The history of the violin is a bit like the evolution of a migratory species. It didn't come about all in one place or all at one time; various factors influenced it's changes over centuries, and in many ways we are still writing the violin's history today, all over the world. Still, there are pivotal moments in the history of the way violins are made. One very important time and place in the influence of almost every instrument made today was 19th-Century France. Knowing a bit about violin-making in France might help you to know a bit more about your own instrument, and will certainly help anyone interested in buying a fine violin, viola, or cello to understand the wide variety in age, style, sound, and price of what's on the market.
Author, mom, and Suzuki teacher Christine Goodner previously writes on her Suzuki Triangle blog, about how parents (not the physical space) are their children’s practice environment. Here she shares with us the the 3 minute process that can radically change how productive and positive your practice sessions with your child are. She writes...
I consider these few valuable minutes to be the most important thing you can do that will set up your practice environment for success. This is a practice I developed with my own children and I go through it mentally before each student that I teach as well.
Of the four strings on the violin, the E-string is unique. With the exception of baroque violin E-strings, which are generally made from plain gut, the violin E-string is made from steel, offering very different characteristics than the other three strings. However, that’s just for starters – the type of steel, the alloys used, plating materials, windings – all contribute to the vast variety that allows violinists to choose their preferred string, for whatever reasons they wish.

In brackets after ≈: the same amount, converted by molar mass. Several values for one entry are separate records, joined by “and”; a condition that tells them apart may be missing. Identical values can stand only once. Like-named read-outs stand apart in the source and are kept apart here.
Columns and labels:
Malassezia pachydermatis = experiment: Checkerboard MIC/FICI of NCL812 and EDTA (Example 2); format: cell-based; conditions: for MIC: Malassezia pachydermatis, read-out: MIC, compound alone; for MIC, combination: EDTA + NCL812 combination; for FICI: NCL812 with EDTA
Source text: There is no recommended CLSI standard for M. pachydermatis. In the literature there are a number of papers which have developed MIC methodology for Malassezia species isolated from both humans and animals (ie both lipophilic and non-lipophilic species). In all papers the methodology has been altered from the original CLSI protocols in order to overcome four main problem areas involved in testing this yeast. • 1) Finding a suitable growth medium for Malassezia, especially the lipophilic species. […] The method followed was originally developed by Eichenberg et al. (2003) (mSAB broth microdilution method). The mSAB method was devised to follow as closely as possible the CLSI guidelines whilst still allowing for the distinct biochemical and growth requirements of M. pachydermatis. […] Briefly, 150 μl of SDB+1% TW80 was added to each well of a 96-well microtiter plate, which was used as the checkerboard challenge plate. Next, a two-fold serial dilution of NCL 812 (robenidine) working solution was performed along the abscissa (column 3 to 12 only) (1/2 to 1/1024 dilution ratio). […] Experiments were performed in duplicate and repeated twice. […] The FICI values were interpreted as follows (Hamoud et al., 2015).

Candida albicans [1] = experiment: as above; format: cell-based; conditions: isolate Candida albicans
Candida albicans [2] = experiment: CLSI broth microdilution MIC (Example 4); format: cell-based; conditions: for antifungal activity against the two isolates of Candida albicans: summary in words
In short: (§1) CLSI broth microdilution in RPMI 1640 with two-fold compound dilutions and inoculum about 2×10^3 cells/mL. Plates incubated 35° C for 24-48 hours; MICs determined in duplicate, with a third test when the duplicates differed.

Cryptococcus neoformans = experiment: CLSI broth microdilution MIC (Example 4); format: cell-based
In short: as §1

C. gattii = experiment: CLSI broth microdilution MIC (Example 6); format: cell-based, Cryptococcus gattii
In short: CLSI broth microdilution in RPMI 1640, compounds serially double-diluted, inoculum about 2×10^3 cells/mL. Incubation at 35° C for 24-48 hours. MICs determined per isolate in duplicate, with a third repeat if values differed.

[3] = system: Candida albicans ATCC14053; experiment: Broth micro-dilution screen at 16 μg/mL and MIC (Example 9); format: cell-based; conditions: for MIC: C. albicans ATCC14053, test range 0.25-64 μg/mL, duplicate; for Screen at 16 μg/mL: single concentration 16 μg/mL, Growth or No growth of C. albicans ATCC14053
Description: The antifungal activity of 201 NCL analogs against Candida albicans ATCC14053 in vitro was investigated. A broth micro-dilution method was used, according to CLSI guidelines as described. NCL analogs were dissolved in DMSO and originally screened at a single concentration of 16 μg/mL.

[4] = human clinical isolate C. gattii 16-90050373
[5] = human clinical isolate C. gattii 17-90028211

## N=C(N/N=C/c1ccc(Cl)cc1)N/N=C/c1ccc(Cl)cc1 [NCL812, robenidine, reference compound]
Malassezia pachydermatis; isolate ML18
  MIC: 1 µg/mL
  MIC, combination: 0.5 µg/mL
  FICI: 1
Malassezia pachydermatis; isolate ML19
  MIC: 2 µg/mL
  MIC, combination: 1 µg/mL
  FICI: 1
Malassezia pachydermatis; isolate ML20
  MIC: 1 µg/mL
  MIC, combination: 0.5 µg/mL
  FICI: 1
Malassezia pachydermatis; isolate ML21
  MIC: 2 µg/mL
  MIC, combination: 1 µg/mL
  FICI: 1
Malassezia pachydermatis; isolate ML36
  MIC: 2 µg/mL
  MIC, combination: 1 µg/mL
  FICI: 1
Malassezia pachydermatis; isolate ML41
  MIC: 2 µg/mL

At D’Addario, we believe that our success comes from treating our customers like family. Partnering with educators, and listening to their needs, shaped our goals for developing the Ascenté violin set.
After enjoyably perusing the many impressive coloring, photo, and design submissions by our talented customers, we have made the difficult deliberation of which entries are the winners of SHAR's April 2017 Show and Tell Contests! Contestants ranged in age from 23 months old to 84 years! Many submissions came accompanied with happy stories of families participating together (like a 4 year old and his 2 year old brother tag-teaming the coloring template) and students cherishing years of growth thanks to their teachers! We feel that these are the greatest rewards of the contest, but nevertheless, it is time to award our gift certificates to the artists who we judged to demonstrate the greatest creativity, dedication, attention to detail, and thoughtfulness in their work. We hope you enjoy looking through these as much as we did!
The children’s song “Head, Shoulders, Knees, and Toes” has been used over the last sixty years to teach young children anatomy and to get them moving as they point to each part. The tune is actually a good advertisement for how we, as violinists and violists, should make use of our bodies as we play—from the top of our heads down to the soles of our feet. However, movement sometimes is derailed because we have
chosen non-ergonomic equipment, especially in our choice of chinrests and shoulder pads.